By Peter Marcus, DENVER DAILY NEWS
Denver resident Michael Zamora played god.
He walked up to an RTD bus stop at Colfax and Broadway on a cool, sunny Friday in October, walked into the pedestrian shelter, pulled out his trusty pocket knife and cut a man down from sure death.
Zamora had walked into a shocking scene. A fellow citizen had tied a leather belt around his neck and attempted to hang himself right there at the bus stop.
It was mid-afternoon at one of Denver’s busiest intersections. Citizens all around walked past the despondent man who was hanging from a belt in the middle of the city, his eyes rolled into the back of his head.
But not Zamora. He wasn’t going to let this individual slip away into nothing. Pulling out a pocket knife that his grandfather ordered that he keep on him at all times, Zamora cut the man down, saving his life.
He then called 9-1-1 and waited with the man until police and paramedics arrived. The man was in critical condition at the time, but he has recovered.
The Denver Daily News will not release the name of the man who attempted suicide because of the personal and sensitive nature of the incident.
A nonchalant Zamora happily accepted a check for $1,000 Tuesday from the Daniels Fund for being a “Neighborhood Hero.” He described his action as a simple call of duty.
“I was more in shock than anything else,” said Zamora. “It’s not like you see that every day.”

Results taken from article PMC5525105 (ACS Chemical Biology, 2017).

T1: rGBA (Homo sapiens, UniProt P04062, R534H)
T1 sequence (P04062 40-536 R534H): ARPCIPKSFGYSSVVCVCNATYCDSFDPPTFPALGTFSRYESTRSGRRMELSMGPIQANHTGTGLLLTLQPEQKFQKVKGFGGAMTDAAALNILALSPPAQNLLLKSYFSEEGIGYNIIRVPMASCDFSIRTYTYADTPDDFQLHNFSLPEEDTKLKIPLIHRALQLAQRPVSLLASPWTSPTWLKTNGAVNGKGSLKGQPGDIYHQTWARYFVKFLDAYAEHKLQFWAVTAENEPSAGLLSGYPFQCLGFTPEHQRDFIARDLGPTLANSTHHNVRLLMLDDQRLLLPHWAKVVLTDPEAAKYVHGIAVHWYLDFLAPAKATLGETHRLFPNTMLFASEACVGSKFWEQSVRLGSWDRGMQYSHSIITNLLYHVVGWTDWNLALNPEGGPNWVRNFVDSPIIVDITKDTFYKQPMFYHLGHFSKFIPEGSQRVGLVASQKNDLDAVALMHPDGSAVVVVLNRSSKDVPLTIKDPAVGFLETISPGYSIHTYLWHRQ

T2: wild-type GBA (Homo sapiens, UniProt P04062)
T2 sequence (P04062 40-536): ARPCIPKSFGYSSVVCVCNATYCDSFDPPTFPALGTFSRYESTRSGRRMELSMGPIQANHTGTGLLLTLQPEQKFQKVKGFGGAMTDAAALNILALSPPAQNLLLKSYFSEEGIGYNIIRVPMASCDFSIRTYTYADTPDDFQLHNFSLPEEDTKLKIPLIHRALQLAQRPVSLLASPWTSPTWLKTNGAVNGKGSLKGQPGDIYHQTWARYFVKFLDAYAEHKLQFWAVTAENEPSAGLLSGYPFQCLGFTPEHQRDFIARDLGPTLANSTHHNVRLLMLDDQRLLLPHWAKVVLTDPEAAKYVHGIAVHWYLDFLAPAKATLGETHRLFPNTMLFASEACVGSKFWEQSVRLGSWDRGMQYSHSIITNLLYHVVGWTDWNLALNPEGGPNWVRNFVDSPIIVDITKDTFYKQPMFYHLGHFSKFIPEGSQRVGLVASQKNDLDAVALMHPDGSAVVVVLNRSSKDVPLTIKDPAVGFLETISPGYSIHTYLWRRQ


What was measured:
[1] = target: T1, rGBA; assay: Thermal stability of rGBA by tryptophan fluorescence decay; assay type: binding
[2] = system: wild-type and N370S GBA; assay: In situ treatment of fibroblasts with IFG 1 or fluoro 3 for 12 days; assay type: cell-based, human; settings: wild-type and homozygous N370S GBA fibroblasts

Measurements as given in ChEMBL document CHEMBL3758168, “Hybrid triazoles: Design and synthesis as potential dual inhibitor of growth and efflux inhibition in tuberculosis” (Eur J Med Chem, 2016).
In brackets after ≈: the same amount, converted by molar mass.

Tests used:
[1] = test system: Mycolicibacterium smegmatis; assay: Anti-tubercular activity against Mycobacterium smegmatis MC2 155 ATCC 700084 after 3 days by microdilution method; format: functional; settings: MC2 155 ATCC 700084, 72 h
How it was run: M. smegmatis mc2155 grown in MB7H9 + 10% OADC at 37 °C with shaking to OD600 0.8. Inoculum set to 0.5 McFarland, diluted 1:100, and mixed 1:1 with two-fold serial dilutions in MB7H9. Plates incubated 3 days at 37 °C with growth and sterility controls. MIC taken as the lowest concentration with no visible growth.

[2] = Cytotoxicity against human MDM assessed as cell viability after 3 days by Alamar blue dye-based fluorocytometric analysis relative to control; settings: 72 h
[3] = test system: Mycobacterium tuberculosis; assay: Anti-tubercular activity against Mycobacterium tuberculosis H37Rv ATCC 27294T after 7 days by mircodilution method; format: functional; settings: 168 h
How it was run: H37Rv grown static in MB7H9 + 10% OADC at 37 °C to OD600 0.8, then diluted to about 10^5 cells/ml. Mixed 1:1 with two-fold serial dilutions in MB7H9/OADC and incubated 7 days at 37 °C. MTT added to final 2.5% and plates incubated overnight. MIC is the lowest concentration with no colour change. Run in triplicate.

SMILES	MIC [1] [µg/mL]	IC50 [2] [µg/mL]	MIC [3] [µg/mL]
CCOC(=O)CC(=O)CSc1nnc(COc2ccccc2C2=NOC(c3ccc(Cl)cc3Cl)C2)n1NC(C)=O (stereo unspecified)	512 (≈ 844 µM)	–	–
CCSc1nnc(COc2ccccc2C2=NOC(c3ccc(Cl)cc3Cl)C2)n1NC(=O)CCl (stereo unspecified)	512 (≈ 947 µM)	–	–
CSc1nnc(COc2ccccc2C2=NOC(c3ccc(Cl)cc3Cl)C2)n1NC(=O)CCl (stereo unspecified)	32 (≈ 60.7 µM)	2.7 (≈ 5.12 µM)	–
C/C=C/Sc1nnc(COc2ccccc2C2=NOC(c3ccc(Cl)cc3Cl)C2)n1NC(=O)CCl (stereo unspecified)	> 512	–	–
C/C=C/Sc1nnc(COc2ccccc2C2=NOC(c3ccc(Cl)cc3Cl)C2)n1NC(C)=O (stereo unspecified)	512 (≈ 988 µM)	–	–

Zamora, a chef at a local Italian restaurant, even made it into work that day — a little late, but he showed up nonetheless.
Police Tuesday called a news conference to both honor Zamora as a hero, and raise awareness to the pain and realities of suicide. Colorado ranks ninth in the nation for suicide, with a rate of 15.4 per 100,000 people.
Experts say there are certain signs to look for in diagnosing suicide risk:
• Talking or writing about suicide;
• Manic changes in mood;
• Acting anxious, depressed or angry;
• Withdrawing from family and friends;
• Too little or too much sleep;
• Engaging in risky behavior; and
• Increased use of drugs and alcohol.
Authorities say the best thing someone can do to prevent suicide is to call a prevention hotline, such as the National Suicide Prevention Lifeline, 1-800-273-TALK, or the National Hopeline Network, 1-800-SUICIDE.
Sgt. Anthony Montoya, the supervising officer on scene when Zamora saved the man’s life, said it was remarkable what Zamora did given the fact that so many other citizens failed to jump into action.
“There was hundreds of people around him at the time this happened and he was the only one who stepped up,” said Montoya.
Meanwhile, Zamora’s family said they were surprised to hear about the incident, calling their son and brother a “very private person.”
“It’s not every day you have the opportunity to save someone’s life,” said Yesenia Zamora, Michael Zamora’s sister. “We’re very proud of him.”
Tuesday was the first time Michael Zamora had been separated from his trusty pocket knife in years, he said. Police temporarily confiscated it from him when he walked through the metal detector to attend the news conference at Denver Police Headquarters. Don’t worry, the cops gave it back after the news conference.
As for the $1,000 gift: “I guess I’ll have a little better Christmas this year,” said Zamora.
Distributed by Colorado Capitol Reporters